Common Consumer Myths

Myths abound when it comes to laws against unfair and deceptive trade practices. Here’s what you should know about the ten most common myths surrounding consumer protection.

MYTH: “I can cancel any purchase within three days.”

FACT: The three-day right to cancel exists only for a limited number of consumer transactions and does not cover vehicle purchases. Mainly, it applies to credit or cash transactions initiated through face-to-face contact (like door-to-door sales) away from the seller’s regular place of business.

MYTH: “That store must give me a refund if I ask for one.”

FACT: Mississippi does not have laws that specifically regulate refund or return policies. Each business may set its own return policy, if the goods were not misrepresented. Businesses may use options such as offering customers’ cash, credit slips, exchanges or no adjustments at all. Damaged merchandise may be handled on a case-by-case basis.

MYTH: “I must be a guaranteed winner of big prizes because I received an awards notification!”

FACT: One of the most common types of fraud involves phony prize offers. It’s not much of a prize if you are asked to make a purchase, provide a donation or send an advance payment of taxes, handling fees or processing charges. Never send money without checking with authorities.

MYTH: “My credit report is private, unless I authorize someone to review it.”

FACT: Potential employers, landlords, insurers and others may look at your credit report, and many actually do.

MYTH: “The lemon law protects me against repeated breakdowns on any big-ticket item I purchase — even a used car not in warranty!”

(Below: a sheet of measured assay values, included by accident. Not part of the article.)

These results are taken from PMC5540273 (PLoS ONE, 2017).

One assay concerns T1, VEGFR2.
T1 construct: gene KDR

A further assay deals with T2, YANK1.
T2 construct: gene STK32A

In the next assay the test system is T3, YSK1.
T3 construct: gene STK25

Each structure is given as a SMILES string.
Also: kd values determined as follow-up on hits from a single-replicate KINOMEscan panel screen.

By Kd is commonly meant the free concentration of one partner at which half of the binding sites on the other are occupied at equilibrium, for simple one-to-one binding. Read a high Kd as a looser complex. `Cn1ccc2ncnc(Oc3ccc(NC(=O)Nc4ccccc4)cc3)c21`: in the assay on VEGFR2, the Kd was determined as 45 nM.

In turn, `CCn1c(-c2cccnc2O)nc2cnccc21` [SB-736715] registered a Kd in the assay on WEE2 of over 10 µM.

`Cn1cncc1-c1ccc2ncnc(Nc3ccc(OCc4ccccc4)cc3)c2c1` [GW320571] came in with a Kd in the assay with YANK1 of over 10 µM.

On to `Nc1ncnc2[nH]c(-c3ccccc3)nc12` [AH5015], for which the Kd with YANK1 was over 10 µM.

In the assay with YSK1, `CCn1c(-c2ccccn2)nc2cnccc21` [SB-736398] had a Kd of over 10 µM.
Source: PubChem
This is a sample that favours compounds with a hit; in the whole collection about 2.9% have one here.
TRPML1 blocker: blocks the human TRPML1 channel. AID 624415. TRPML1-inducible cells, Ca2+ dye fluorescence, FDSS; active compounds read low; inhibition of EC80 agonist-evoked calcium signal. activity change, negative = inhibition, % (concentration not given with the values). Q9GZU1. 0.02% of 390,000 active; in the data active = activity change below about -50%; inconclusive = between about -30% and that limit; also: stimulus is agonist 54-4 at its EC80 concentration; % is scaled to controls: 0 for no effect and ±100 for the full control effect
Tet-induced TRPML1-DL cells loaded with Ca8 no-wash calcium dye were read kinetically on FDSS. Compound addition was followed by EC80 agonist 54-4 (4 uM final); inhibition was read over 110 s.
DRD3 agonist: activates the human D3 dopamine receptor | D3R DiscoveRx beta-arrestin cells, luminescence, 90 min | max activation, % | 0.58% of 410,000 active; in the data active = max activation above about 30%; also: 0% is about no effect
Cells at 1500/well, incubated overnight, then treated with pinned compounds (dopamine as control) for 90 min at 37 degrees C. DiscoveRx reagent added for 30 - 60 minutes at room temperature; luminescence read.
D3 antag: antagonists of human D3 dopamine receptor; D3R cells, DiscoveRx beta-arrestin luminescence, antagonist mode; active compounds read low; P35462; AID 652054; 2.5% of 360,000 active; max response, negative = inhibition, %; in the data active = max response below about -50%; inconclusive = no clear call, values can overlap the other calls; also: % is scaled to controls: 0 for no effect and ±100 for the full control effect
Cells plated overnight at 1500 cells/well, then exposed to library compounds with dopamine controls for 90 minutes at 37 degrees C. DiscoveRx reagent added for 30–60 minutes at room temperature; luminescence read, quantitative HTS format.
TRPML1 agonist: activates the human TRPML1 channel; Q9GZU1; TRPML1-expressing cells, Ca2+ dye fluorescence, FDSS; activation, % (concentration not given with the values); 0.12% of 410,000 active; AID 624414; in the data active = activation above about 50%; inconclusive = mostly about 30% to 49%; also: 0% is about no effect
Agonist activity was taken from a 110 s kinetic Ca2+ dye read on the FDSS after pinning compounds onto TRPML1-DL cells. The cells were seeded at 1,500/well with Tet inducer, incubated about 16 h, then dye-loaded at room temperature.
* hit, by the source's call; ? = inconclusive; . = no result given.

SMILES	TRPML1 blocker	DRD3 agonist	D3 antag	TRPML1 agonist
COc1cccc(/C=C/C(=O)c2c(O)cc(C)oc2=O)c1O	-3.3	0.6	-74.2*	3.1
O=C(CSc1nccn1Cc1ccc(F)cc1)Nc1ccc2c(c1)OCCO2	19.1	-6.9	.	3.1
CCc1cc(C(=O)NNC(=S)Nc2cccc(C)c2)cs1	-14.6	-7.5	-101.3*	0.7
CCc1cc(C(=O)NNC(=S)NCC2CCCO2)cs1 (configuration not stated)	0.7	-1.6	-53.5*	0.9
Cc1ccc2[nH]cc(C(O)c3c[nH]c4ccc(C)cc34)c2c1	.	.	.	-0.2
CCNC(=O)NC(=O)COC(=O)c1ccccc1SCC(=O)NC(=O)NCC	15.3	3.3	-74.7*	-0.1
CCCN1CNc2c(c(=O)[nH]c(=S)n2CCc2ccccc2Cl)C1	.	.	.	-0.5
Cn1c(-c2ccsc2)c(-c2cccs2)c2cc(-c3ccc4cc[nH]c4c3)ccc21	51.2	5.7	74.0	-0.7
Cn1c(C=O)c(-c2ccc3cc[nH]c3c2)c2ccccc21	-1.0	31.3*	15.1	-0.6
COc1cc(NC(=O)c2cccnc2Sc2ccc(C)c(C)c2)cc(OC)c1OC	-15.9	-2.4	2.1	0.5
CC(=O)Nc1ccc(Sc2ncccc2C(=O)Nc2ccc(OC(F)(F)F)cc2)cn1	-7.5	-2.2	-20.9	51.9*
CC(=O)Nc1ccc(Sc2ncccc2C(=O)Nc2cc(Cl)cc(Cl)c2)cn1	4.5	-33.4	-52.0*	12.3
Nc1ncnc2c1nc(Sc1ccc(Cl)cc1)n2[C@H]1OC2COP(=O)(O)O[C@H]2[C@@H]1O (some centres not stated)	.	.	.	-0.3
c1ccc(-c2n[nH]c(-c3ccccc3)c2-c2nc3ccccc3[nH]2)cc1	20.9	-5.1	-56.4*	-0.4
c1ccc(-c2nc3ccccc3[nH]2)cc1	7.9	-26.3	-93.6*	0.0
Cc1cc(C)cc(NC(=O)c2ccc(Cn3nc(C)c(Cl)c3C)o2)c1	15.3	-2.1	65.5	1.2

FACT: Almost all states, including Mississippi, have lemon laws that cover new car purchases, but there is no universal lemon law that applies to all big-ticket items. Before you purchase, investigate the history of a used car or product and have it examined by a mechanic or other professional who knows the product.

MYTH: “It’s safe for me to give my credit card number for identification if I don’t authorize a charge to my account.”

FACT: Credit cards are great for placing catalog orders, making hotel reservations or other purchases from familiar, established businesses. In fact, some credit card companies have “charge back procedures” which can protect you if there’s difficulty receiving the product or service you bought. But, be very careful. Con artists with access to your credit card number and expiration date may make unauthorized charges against your card. Never give out your credit card number to an unfamiliar person or business.

MYTH: “When charities call me to contribute, I know all of my money is being used for the stated charitable purpose.”

FACT: Charitable organizations are not obligated to spend a certain percentage of their income on stated charitable purposes. Charities which hire professional fundraisers have higher overhead costs to meet, and they may spend less on the charitable cause. You should ask if the caller is a paid solicitor or a volunteer for the charity and what percentage of the donation will go to the charity.

MYTH: “I’ll have a better chance of winning one of those publishers’ sweepstakes contest if I purchase magazines.”

FACT: It’s illegal for sweepstakes promotions to require any type of purchase of payment. Entrants who do not purchase magazines must be given the same chance of winning as those who do make purchases.

MYTH: “Others can’t take money directly from my bank accounts without my written authorization.”

FACT: Merely giving someone your checking account number may result in their making withdrawals from your account. People can sometimes issue a “demand draft” to your bank, claiming you authorized the withdrawal, and the bank may pay it, even though it lacks your signature. You might not know such a withdrawal happened until you receive your next statement.

MYTH: “I know that all of the advertisements I see or hear in the media are accurate or they wouldn’t appear in the reputable newspapers and on the major broadcast stations.”

FACT: There is no government requirement that advertisements be submitted to an agency for advance review. By law, advertisers are responsible for making true statements and claims in their ads, and media outlets are not required by the government to verify those ads.